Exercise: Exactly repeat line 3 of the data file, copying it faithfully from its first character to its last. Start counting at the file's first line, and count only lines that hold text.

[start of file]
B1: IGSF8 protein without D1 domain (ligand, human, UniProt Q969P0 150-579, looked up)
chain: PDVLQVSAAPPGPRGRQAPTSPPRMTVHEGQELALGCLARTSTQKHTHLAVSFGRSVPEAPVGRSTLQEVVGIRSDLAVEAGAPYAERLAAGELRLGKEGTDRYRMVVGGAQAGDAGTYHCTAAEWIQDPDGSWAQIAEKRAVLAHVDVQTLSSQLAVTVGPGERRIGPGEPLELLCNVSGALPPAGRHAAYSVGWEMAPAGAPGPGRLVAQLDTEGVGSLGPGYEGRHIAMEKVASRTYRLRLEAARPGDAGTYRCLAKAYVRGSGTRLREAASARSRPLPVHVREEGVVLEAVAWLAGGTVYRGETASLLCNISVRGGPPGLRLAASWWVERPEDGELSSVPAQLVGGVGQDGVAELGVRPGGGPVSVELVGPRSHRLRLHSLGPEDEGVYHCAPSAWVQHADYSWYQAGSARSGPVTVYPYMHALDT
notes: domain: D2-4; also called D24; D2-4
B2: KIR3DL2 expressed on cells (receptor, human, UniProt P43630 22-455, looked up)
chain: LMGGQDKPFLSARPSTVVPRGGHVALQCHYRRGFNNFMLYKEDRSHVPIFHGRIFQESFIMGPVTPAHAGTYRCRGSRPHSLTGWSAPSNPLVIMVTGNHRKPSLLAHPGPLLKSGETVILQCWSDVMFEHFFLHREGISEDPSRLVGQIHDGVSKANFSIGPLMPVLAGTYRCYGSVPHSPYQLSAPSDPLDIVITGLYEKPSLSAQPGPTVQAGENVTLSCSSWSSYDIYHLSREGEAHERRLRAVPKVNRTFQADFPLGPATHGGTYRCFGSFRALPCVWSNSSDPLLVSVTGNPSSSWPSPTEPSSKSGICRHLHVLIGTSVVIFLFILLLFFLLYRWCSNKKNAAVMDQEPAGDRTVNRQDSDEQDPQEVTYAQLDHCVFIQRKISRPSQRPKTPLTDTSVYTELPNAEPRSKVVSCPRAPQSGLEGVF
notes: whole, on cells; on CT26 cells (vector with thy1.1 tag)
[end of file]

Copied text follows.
notes: domain: D2-4; also called D24; D2-4